US-India Collab Finds Molecular Signatures of Severe Malaria
News May 18, 2016
The malaria parasite can cause unusually severe cases of the eponymous disease in patients, leading to higher mortality and poorer health outcomes among survivors. But scientists have long struggled to understand why some patients develop severe malaria.
The University of Washington’s International Center of Excellence for Malaria Research in South Asia — along with partners at the Center for Infectious Disease Research (CIDR) andGoa Medical College (GMC) of India — have discovered that specific types of parasite proteins, when combined with high parasite biomass, strongly predict severe malaria disease in adults. The discovery, published May 16 in the journal Proceedings of the National Academy of Sciences, is a significant advancement in understanding the causes of severe malaria. Quantitative characterization of disease presentations and biotechnology capabilities at the ICEMR lab at Goa Medical College combined with specialized assays for molecular host-parasite interactions and machine learning tools at the CIDR helped unlock the mysteries of what leads to the development of severe malaria disease.
In India, malaria kills 50,000 to 100,000 people each year, accounting for approximately 20 percent of malaria deaths globally. In south and southeast Asia, severe malaria primarily occurs in adults. The molecular basis for severe manifestations of the disease in adults is not well-understood. This study, led by Joseph Smith and colleagues at Seattle-based CIDR and the University of Washington, shows that in patients with severe malaria, red blood cells infected with the malaria parasite bind to a key regulatory protein on blood vessels, endothelial protein C receptor. Adhesion proteins from the malaria parasite facilitate this interaction. The researchers found that expression of these parasite proteins, accompanied by high parasite load, predicts severe manifestations in adults with malaria. These findings may help develop future treatments for severe malaria.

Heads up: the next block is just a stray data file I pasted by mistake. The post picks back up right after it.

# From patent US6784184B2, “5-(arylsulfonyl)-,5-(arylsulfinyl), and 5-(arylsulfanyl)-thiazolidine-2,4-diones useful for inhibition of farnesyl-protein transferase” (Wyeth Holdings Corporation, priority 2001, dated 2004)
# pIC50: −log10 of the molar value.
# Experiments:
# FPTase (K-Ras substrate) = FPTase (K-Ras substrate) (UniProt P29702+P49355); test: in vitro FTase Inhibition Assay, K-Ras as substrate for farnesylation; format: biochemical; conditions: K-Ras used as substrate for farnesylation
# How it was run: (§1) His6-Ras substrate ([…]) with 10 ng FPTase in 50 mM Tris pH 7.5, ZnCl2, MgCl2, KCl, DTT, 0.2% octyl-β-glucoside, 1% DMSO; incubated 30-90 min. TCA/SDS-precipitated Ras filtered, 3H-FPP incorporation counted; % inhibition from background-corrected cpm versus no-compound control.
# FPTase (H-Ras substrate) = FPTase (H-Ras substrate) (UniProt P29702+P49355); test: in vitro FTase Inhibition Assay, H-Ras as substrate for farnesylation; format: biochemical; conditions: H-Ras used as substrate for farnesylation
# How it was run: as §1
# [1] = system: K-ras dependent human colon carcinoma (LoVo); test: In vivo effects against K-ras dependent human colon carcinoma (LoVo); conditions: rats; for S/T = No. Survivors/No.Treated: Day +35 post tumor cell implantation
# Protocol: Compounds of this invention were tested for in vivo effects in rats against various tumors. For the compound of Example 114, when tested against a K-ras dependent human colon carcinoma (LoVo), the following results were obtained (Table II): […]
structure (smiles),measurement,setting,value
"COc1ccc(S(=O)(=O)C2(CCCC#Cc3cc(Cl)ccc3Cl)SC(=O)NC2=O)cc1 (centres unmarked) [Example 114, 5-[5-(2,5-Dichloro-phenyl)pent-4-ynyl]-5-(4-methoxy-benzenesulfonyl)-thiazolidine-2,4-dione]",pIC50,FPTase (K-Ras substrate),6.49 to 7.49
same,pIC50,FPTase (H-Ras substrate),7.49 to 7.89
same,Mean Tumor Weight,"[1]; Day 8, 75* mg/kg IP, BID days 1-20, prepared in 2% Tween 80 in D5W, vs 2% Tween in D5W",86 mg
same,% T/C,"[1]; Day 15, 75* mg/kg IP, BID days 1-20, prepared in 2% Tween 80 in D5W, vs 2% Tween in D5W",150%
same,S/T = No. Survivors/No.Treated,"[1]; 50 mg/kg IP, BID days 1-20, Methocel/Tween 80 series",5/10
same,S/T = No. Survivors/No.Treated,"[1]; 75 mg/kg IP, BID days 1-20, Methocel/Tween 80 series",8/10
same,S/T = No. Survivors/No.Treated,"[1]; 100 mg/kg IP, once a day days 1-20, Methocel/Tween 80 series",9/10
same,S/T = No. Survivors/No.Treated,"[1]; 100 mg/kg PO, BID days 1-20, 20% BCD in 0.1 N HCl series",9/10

This multi-institutional collaboration is part of MESA-ICEMR, the Malaria Evolution in South Asia (MESA) initiative based at the UW International Center of Excellence for Malaria Research (ICEMR) and funded by the U.S. National Institute of Allergy and Infectious Diseases, part of the U.S. National Institutes of Health. With the approval and support of the Indian Council of Medical Research, this program has established new malaria research sites across India, including one at Goa Medical College.
“Such complex interactions between physicians, scientists, and patients are possible due to the local leadership of Dr. Edwin Gomes, the Head of the Department of Medicine at Goa Medical College,” said Laura Chery, associate director of the MESA-ICEMR.
The MESA-ICEMR has enrolled more than 1,000 malaria patients at GMC since April 2012.
“This study, involving CIDR, GMC and UW, is a model for how US-India partnerships can contribute to our understanding of a potentially lethal disease,” said co-author Pradipsinh Rathod, UW professor of chemistry and MESA-ICEMR Program Director.